By Bill Smead, chief investment officer of Smead Capital Management.
There are very good reasons to avoid investing in emerging markets. They include political instability, liquidity issues, poor regulation, unusual accounting and currency risks.
However, I'd like to make the case for investing in emerging markets. Five years ago my family and I took a trip to the Bay Islands of Honduras. While there I noticed that one of the only companies selling products there was
by way of the Fanta soda line.
It reminded me of 1988 when Warren Buffett stepped outside of his usual proclivity to buy into the stock of a great company when the share price falls into some significant distress.
Coke had gone up about fivefold since the bottom in 1982 and sported a trailing 12-month P/E ratio of 18. Buffett bought a major stake in the company and dumbfounded his fondest admirers in the process. Buffett said at that time that he "could go away for 10 years" and he'd know that Coke would be doing well.
One of the main reasons that Buffett could have that kind of confidence was that the Berlin Wall was preparing to fall. Countries in Eastern Europe and Latin America were getting political freedom and adopting free-market capitalism. Any improvement in a third-world country's circumstances was going to create a chance to sell something clean to drink.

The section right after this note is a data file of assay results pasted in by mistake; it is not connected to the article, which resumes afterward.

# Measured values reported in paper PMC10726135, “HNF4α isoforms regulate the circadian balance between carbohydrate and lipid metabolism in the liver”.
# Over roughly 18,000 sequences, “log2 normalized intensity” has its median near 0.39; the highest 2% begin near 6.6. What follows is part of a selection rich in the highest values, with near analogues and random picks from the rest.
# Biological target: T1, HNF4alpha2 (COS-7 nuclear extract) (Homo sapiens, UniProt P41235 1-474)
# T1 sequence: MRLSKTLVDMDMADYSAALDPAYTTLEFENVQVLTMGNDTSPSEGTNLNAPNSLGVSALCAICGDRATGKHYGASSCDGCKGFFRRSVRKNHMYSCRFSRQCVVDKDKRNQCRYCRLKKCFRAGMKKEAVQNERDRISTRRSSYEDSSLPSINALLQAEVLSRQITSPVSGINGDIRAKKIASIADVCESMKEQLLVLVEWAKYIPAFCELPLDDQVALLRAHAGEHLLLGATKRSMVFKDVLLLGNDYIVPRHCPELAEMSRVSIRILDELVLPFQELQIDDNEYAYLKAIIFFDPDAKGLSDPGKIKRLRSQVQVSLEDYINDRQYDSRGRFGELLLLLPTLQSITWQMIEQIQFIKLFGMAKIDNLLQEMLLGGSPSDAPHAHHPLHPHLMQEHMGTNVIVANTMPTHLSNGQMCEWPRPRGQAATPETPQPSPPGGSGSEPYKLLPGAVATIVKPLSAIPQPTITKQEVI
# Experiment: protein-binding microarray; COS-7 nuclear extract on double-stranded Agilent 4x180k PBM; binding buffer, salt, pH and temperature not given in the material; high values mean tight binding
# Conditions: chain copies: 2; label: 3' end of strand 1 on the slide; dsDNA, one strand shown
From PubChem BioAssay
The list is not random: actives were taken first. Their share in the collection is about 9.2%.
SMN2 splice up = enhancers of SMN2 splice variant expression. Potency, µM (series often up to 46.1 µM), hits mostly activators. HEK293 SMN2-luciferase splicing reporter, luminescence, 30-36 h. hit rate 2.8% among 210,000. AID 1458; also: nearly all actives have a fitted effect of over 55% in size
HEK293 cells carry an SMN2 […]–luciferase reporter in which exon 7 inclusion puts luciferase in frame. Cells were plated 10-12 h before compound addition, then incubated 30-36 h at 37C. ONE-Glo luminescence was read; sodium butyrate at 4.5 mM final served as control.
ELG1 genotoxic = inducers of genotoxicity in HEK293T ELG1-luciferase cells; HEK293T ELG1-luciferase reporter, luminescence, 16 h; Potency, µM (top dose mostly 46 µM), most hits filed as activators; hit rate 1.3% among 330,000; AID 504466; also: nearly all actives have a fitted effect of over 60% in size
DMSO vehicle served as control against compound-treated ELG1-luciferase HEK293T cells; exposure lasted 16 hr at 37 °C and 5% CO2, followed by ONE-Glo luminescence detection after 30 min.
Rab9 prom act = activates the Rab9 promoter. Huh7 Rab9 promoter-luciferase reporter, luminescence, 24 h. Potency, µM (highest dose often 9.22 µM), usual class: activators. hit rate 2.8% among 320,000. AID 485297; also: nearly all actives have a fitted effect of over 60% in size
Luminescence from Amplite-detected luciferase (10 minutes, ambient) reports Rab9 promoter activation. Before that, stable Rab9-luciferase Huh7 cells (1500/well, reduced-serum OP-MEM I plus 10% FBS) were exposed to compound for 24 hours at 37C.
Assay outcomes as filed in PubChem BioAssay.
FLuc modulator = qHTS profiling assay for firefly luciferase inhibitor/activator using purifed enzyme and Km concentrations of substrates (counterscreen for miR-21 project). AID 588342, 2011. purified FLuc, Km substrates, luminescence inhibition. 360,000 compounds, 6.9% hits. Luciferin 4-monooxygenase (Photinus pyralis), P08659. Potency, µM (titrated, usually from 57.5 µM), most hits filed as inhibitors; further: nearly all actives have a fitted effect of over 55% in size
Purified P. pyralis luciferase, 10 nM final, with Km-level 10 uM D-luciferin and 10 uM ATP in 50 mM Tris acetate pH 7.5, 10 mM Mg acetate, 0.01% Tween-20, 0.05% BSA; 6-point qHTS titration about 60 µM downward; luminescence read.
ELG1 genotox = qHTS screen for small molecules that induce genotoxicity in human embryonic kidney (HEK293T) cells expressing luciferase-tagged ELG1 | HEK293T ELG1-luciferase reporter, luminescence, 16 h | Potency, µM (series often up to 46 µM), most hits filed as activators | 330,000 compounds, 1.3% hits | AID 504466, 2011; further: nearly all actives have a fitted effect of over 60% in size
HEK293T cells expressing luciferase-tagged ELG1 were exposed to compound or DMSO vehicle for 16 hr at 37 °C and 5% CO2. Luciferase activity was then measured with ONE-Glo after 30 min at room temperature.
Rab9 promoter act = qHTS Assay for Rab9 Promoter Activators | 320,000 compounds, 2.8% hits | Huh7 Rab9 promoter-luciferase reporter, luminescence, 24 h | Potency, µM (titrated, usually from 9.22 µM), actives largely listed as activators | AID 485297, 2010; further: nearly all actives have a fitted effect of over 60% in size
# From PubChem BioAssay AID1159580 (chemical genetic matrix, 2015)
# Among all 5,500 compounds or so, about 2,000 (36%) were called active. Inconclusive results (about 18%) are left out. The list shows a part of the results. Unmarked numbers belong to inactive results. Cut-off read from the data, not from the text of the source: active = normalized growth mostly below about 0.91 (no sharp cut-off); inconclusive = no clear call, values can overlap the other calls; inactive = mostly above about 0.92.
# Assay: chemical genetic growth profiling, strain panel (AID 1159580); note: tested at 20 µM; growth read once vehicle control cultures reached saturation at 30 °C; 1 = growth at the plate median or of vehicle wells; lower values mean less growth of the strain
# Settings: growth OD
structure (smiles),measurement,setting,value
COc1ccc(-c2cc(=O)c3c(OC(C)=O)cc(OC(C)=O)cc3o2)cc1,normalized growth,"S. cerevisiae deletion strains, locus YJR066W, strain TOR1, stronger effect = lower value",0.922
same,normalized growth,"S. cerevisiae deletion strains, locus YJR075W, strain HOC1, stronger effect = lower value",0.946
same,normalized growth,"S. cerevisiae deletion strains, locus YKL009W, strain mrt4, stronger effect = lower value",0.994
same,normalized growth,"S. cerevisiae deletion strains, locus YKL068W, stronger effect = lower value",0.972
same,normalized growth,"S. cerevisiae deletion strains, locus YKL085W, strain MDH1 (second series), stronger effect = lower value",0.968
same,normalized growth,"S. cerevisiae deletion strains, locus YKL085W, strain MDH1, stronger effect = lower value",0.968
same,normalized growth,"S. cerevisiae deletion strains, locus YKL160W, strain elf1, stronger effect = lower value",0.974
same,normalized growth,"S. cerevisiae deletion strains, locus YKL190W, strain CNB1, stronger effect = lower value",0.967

Nobody does that better than Coca-Cola. With Coke he never had to take the risks listed above to make money from emerging markets. He only had to trust the brand, the balance sheet, the distribution system, the economies of scale and the management of the company.
A front page article in last week's
Wall Street Journal
that discusses the distribution of drugs in emerging market countries tells you everything you need to know to make money investing in emerging markets in the next 10 years.
IMS Health reports that in 2003 there was $67.2 billion of prescription pharmaceuticals purchased in emerging market nations. In 2008 it had grown to $152 billion and IMS predicts it will hit $265 billion in 2013. How many companies in the world have the brands, balance sheets, patents, distribution, economies of scale and management to do this?
Exporting drugs to the world will be an incredibly rewarding business both financially and ethically. It will help other businesses succeed by improving the quality and length of life for people in countries ranging from China and India to the smallest countries in Latin America and Africa.
The difference this time is the companies that we are interested in like
are trading at distressed P/E levels as compared to the last 25 years.
Buffett did well on his investment in Coke, but the drug stocks start this cycle trading at distressed prices the way Buffett usually likes to buy shares.
Bill Smead is the chief investment officer of Smead Capital Management in Seattle, Wash. Bill started at Drexel Burnham Lambert in 1980. He then spent 11 years at Smith Barney beginning in 1990. While at Smith Barney, Bill started managing money in the same program that spawned the careers of Bruce Berkowitz and Robert Olstein. Bill founded SCM in July 2007 after managing money under Wachovia Securities from 2001 to 2007. A fan of Warren Buffett, Bill's writings (Smeadblog.com) and his Roadshow talks are all focused to remind investors that owning a few great companies can create wealth. Bill is the lead portfolio manager of the Smead Value Fund.